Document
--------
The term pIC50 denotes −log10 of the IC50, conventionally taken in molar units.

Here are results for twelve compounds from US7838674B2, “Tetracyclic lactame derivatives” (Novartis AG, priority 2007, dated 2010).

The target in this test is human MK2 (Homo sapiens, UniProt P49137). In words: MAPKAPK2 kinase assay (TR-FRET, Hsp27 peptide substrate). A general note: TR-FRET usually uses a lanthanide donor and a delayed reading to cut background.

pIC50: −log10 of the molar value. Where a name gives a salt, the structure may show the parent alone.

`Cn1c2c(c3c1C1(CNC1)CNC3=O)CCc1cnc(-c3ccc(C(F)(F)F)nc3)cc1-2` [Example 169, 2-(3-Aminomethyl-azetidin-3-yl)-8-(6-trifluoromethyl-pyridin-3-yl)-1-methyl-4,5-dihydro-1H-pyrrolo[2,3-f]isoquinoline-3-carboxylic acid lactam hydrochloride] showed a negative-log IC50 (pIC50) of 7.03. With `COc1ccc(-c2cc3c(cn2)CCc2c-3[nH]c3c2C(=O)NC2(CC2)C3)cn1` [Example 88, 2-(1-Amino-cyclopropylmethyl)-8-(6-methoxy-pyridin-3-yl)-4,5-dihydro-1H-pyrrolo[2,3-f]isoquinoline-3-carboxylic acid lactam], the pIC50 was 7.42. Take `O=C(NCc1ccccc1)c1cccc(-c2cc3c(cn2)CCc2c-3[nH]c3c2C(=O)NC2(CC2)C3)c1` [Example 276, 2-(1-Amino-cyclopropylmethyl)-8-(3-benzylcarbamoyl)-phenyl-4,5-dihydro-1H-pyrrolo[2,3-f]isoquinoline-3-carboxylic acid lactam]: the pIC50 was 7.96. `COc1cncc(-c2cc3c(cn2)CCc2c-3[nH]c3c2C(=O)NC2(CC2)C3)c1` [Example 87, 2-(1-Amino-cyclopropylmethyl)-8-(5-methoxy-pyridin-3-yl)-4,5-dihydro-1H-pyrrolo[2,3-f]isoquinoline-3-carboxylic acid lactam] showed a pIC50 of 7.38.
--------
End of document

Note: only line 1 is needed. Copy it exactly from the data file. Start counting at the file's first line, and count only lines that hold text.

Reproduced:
The term pIC50 denotes −log10 of the IC50, conventionally taken in molar units.